Thrush (Oral Candidiasis)
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What is the treatment for thrush?
Treatment of thrush depends on the cause and severity of the infection.
If thrush is caused by something reversible, such as taking antibiotics, smoking, ill-fitting dentures, or poorly controlled diabetes, these factors must be corrected as part of the treatment.
Infants, toddlers, and children with thrush often do not require treatment. In cases that last more than a few weeks, a child's pediatrician may prescribe antifungal nystatin (Mycostatin, Nilstat, Nystex) drops.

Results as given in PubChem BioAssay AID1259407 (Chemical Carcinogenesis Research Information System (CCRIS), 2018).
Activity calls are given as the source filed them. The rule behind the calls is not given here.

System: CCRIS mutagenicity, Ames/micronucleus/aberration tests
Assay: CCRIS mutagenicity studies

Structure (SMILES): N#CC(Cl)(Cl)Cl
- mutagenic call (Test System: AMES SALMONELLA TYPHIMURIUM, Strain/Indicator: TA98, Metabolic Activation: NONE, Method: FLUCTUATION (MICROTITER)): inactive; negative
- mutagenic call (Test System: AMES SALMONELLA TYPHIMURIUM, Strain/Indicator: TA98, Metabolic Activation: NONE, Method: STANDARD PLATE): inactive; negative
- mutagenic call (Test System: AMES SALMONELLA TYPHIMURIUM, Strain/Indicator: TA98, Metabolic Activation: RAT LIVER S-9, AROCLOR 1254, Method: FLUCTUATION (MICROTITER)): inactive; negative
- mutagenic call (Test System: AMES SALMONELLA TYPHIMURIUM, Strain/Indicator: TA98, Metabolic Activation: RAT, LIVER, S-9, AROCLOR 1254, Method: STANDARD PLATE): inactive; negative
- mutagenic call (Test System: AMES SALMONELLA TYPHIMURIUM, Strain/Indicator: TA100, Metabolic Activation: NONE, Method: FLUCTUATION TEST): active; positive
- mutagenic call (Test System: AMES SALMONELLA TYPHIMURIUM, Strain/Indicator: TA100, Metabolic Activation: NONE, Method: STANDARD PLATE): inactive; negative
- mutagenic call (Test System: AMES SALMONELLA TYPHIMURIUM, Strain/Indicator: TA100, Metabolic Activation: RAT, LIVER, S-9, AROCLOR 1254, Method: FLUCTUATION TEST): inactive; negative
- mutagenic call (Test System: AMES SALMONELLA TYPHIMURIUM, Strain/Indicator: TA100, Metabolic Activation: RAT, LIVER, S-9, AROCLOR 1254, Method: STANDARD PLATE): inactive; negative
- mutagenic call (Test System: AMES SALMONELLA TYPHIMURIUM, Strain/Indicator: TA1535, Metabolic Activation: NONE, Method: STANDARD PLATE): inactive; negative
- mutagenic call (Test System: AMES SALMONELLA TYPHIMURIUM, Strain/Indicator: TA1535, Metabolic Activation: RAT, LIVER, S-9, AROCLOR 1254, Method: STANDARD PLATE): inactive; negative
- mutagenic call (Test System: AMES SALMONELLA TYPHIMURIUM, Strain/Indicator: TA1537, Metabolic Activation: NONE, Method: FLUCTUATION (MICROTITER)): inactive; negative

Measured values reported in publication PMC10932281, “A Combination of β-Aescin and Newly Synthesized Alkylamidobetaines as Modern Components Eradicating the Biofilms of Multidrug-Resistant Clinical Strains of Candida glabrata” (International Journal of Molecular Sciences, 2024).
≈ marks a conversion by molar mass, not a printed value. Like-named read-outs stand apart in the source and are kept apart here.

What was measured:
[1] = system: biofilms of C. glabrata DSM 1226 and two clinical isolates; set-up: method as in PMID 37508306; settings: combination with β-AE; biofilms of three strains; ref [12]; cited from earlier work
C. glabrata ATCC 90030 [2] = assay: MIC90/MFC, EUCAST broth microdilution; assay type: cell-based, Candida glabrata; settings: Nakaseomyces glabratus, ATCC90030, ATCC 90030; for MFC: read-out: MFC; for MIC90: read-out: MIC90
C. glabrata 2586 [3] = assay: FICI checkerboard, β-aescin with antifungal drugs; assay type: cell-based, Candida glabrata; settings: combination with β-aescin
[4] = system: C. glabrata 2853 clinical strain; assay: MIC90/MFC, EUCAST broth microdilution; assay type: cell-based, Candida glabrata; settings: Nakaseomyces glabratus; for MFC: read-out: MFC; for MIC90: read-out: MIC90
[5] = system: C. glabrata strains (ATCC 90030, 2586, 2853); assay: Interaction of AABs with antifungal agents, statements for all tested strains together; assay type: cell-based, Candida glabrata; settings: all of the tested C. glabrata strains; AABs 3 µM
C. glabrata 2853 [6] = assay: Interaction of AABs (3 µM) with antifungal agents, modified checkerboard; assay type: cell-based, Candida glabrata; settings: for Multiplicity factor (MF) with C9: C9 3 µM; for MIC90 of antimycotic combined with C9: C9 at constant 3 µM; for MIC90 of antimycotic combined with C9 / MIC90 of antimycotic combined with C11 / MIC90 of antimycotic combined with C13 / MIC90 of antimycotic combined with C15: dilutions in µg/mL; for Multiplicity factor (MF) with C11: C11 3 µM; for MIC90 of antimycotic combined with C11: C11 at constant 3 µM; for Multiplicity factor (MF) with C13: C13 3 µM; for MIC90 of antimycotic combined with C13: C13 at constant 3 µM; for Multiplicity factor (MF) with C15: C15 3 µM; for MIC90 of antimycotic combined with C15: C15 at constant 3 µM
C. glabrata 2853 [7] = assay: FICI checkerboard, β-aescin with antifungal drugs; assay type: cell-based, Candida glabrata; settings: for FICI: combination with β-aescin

If an adult patient is diagnosed with a mild case of thrush, the doctor may prescribe an antifungal mouthwash (nystatin) or lozenges (clotrimazole [Mycelex]) for short-term use.
For more severe cases of thrush or if someone has other reasons for a weakened immune system, he or she may need stronger systemic medications, such as fluconazole (Diflucan) or itraconazole (Sporanox). For severe or resistant thrush, amphotericin B may be prescribed.